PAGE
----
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Let $(a_n)$ be a sequence of numbers. Show: If $(a_n)$ converges, than:

$\lim\limits \sup a_n= \lim\limits_{n \rightarrow \infty} a_n $

I can feel this is true intuitively, but I have no idea how to do formal proofs with lim sup as I've never really worked with the concept before. Can anyone give a helping hand?

Edit: Some more information: The definition we've been thaught is that the lim sup is equal to sup V if the squence has an upperbound, with V being the set of all the limit points of the sequence. If the sequence has no upperbound lim sup is +infinity, and if the sequence has an upperbound but V is empty lim sup is -infinity.

So what I thought was if (An) converges than it must only have 1 limit point:lim (An). Therefor lim sup (An) must be equal to lim(An), because V only has 1 element. But I have no idea how to write this formally...

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  • $\begingroup$ This is a special case of math.stackexchange.com/questions/122755/… $\endgroup$ – Listing Jan 8 '14 at 12:46
  • $\begingroup$ I'm confused...for each $n$ isn't $a_n$ a single number? so $\sup a_n = a_n$? $\endgroup$ – GPerez Jan 8 '14 at 12:53
  • $\begingroup$ @GPerez When taking the supremum, the domain is sometimes left unspecified when it is clear what it should be. In this case, $\sup a_{n}$ is the same as $\sup_{n\geq1}a_{n}$, as this is usually what one cares about when taking the supremum of a sequence. $\endgroup$ – Brian Jan 8 '14 at 13:01
  • $\begingroup$ Ohh that makes more sense, that means its the limit superior..I hadn't seen that notation before, I usually just write the whole definition out $\endgroup$ – GPerez Jan 8 '14 at 13:03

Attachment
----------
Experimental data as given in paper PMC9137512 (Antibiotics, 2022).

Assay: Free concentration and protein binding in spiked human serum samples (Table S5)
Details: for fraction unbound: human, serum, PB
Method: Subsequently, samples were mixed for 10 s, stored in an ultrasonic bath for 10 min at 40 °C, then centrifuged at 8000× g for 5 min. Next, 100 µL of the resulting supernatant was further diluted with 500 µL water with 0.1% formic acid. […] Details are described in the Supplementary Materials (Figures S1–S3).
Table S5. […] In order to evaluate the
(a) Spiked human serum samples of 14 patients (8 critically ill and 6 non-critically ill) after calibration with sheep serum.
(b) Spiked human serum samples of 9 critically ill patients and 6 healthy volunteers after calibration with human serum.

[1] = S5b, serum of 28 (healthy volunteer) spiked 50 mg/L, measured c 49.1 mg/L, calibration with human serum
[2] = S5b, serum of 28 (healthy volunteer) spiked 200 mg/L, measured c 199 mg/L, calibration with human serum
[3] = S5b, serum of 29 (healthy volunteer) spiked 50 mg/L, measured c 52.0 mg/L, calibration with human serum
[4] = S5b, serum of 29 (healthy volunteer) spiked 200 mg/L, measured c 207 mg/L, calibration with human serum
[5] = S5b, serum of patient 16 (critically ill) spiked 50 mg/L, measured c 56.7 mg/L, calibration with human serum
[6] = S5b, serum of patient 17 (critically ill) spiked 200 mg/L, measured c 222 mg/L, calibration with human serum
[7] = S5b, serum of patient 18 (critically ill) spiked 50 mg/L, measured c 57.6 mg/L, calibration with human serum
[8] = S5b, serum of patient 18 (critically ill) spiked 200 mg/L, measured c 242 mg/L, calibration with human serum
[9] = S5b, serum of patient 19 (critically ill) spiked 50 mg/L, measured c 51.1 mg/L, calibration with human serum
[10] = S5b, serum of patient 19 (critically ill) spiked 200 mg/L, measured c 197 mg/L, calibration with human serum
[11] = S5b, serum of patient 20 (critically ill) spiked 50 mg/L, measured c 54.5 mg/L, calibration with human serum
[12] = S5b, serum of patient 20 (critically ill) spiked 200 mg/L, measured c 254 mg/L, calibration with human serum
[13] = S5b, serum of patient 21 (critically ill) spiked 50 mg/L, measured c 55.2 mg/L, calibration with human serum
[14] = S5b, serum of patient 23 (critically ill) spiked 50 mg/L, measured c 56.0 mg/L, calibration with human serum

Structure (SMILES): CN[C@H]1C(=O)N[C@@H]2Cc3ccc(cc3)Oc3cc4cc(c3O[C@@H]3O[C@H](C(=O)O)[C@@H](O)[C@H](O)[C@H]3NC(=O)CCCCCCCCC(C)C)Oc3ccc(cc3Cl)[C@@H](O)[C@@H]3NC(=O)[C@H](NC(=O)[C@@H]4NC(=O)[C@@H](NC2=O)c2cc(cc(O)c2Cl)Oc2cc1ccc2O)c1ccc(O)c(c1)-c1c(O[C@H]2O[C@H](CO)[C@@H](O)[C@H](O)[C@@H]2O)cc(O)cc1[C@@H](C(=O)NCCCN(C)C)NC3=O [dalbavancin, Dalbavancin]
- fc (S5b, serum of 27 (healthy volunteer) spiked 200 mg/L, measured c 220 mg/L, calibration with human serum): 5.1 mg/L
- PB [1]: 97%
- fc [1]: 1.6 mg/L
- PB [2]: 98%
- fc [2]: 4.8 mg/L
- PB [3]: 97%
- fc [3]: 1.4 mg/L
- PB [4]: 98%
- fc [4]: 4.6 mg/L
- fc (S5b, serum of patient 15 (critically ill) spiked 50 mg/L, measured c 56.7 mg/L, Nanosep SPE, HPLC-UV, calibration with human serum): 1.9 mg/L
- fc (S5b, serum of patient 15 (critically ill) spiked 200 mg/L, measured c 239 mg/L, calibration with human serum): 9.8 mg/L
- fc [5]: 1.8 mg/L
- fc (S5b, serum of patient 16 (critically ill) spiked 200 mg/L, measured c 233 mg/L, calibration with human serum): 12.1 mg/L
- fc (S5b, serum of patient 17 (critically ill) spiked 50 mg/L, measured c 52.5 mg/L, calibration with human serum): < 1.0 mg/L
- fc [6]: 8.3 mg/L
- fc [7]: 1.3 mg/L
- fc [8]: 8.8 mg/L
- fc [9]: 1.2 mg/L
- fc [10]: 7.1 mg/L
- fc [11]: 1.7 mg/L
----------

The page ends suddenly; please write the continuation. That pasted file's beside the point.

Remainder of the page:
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Hint:

Lemma: If a sequence converges (in the wide sense of the word) then any subsequence also converges and to the same limit.

Proof: In the finite limit case (the infinite limit case is left as an exercise):

$$\lim_{n\to\infty}a_n=L\implies \forall\,\epsilon>0\;\exists\,N_\epsilon\in\Bbb N\;\;s.t.\;\;n>N_\epsilon\implies|a_n-L|<\epsilon$$

Let now $\;\{a_{n_k}\}\subset\{a_n\}\;$ be a subsequence of our sequence. Remember that this means $\;n_1<n_2<\ldots\;$ . Thus, let $\;m\in\Bbb N\;$ be such that $\;n_m>N_\epsilon\;\implies\;n_k>N_\epsilon\;\;\forall\;k>m\;$ , so

$$\forall\;k>m\;\;:\;\;|a_{n_k}-L|<\epsilon \;\iff\;\;\lim_{k\to\infty}a_{n_k}=L\;\;\;\;\;\;\;\;\;\;\;\;\square$$

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  • $\begingroup$ So I think by showing that all subsequences have the same limit it follows that there is one limit point: the limit of the sequence, and therefore the limes superior is equal to that limit, right? $\endgroup$ – Spacer Jan 9 '14 at 12:06
  • $\begingroup$ Well, that is true but it is not what you asked. You asked to show that if the sequence converges then the lim sup of the sequence equals that limit, and the lemma above covers that since the lim sup is one of the possibly several partial limits of the sequence... $\endgroup$ – DonAntonio Jan 9 '14 at 12:40
  • $\begingroup$ Hmm I think it's a correct answer for the question if we use the definition as stated in the OP for the lim sup $\endgroup$ – Spacer Jan 9 '14 at 13:45

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